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China’s first test of travel demand after its coronavirus outbreak was the Qingming festival last weekend, but rather than hopping on a plane or train, Shan Mingyu and five of her family drove to a resort town close to her eastern home of Yixing.

“We did not want to travel too far away and we did not want to take public transport,” said the 22-year-old student, who spent about a month cooped up at home during China’s lockdown to rein in the virus.

“At the resort, we booked a villa so the whole family could stay together. We even brought a bottle of ethanol to sterilize the place.”

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The global tourism industry is closely watching trends in China for clues to travel patterns in other major markets once the virus, which has infected 1.4 million and killed 83,400 worldwide, is under control and curbs on movement are lifted.

Shan’s family is not alone in its caution even as China, where the pandemic originated late last year, pulls the virus situation under control, data from Ctrip, run by online travel giant Trip.com Group, shows.

Almost all visitors to China’s top 10 tourist hotspots during the Qingming holiday were locals, said Ctrip, as travelers now prefer weekend getaways of two to three days, and travel agents are barred from running run cross-province trips.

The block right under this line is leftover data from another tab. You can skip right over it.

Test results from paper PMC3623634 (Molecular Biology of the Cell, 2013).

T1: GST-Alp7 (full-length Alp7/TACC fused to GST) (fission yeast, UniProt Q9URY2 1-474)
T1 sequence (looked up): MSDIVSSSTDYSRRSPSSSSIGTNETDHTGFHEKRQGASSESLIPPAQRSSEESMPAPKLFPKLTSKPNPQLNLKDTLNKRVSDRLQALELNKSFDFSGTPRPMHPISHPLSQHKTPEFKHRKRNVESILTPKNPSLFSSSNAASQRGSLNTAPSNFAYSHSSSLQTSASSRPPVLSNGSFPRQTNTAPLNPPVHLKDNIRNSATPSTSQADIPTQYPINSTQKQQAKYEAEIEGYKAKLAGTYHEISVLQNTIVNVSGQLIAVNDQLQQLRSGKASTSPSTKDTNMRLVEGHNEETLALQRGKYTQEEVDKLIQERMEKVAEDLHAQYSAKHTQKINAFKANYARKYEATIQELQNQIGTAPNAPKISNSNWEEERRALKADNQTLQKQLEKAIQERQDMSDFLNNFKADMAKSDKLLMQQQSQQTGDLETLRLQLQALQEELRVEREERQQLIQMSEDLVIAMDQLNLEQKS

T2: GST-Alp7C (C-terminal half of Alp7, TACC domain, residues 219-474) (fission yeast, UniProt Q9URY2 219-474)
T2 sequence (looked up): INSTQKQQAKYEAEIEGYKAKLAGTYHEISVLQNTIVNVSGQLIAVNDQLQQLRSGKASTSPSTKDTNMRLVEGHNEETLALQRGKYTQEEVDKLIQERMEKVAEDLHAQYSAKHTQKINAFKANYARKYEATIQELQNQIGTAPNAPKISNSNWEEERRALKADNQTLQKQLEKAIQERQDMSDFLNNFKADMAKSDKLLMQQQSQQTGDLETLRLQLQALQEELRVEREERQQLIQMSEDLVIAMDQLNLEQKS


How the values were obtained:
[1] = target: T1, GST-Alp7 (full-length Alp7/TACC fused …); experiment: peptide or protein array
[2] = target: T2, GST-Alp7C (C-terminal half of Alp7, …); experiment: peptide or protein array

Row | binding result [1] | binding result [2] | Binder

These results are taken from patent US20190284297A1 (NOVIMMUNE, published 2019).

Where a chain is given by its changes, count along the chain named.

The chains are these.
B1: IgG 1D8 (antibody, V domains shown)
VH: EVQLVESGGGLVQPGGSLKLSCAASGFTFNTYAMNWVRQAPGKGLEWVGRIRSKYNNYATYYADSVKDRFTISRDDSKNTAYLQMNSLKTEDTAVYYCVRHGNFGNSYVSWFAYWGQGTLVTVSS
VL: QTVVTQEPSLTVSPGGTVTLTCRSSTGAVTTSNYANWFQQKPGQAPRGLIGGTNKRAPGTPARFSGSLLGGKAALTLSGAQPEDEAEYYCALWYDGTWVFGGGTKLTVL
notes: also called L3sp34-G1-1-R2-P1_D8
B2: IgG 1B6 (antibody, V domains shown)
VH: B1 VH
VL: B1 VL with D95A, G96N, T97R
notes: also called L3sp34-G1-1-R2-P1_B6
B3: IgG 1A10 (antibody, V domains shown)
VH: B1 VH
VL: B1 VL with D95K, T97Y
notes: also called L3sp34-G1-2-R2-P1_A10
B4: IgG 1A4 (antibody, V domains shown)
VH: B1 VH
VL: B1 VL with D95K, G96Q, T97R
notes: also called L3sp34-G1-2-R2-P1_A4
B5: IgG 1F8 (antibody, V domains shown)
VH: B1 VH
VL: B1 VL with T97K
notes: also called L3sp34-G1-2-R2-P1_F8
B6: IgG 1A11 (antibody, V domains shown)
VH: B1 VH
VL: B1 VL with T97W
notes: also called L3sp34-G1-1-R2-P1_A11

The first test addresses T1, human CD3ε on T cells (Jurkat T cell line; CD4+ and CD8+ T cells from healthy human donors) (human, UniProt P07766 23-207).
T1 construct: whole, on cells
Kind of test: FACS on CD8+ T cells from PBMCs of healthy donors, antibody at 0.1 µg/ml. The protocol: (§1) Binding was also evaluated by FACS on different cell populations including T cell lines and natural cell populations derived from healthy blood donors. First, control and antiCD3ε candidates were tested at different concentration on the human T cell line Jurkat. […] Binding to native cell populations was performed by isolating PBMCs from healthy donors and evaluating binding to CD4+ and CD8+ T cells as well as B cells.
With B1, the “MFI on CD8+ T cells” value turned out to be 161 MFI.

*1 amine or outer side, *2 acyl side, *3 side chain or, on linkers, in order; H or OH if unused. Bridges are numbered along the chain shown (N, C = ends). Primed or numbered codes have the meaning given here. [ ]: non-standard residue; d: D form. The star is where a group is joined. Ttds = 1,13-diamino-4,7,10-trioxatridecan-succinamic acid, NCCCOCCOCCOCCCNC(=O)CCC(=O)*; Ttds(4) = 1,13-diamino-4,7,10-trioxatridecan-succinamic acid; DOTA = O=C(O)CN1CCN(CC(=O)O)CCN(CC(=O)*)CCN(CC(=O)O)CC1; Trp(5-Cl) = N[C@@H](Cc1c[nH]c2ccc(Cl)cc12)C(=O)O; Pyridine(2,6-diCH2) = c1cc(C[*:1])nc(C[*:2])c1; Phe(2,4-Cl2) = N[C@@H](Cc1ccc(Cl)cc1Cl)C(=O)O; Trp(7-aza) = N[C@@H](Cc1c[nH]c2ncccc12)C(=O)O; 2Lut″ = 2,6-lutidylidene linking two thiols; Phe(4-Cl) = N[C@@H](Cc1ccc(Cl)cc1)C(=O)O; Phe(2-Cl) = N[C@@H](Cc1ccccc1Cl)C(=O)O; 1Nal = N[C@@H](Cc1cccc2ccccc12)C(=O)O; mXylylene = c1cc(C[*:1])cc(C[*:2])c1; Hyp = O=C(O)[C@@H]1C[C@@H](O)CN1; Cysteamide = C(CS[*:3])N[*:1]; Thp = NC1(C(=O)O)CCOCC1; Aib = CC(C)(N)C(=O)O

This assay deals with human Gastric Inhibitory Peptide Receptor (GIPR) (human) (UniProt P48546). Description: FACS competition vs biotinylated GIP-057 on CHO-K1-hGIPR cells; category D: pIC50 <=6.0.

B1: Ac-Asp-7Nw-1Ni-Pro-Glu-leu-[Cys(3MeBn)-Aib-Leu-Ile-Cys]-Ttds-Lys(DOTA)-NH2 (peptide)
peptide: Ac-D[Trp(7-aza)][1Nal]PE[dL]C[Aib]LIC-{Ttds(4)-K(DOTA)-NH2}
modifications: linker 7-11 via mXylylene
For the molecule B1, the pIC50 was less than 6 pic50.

Aviation experts expect domestic travel in most markets will recover before international travel, as is happening in China.

Domestic airline capacity in China fell slightly this week from the last as airlines try to balance available capacity against demand, data firm OAG said.

“Those green shoots of recovery (are) proving difficult to sustain, it seems,” OAG senior analyst John Grant said in a weekly update.

Tourism revenue plunged about 80 percent during the Qingming tomb-sweeping holiday from a year earlier, with the number of travelers falling more than 60 percent, data from the China Tourism Academy shows.

Travel within China is also complicated by movement curbs retained in some regions, such as Beijing, the capital, to guard against a second wave of infections from aboard.

Sherry Shen, a 29-year old finance worker in Beijing, said she had considered taking a camping trip with her boyfriend in the mountains of northwestern Qinghai province after her initial hopes of a surfing holiday in the Philippines were dashed.

“But now, I can’t even get out of Beijing, because once you return, you’re most likely to be quarantined for 14 days,” she said, adding that after such a trip she also ran the risk of being denied entry to restaurants, supermarkets and malls.

“It’s suffocating.”

(Reporting by Stella Qiu and Se Young Lee in Beijing; Additional reporting by Beijing Newsroom; Writing by Jamie Freed; Editing by Clarence Fernandez)

This article was written by Se Young Lee and Stella Qiu from Reuters and was legally licensed through the NewsCred publisher network. Please direct all licensing questions to legal@newscred.com.

Photo Credit: Travelers with their luggage walk past the Hankou railway station in Wuhan, China. Wuhan lifted its 11-week lockdown on April 8, allowing residents to travel in and out of the city. Ng Han Guan / Associated Press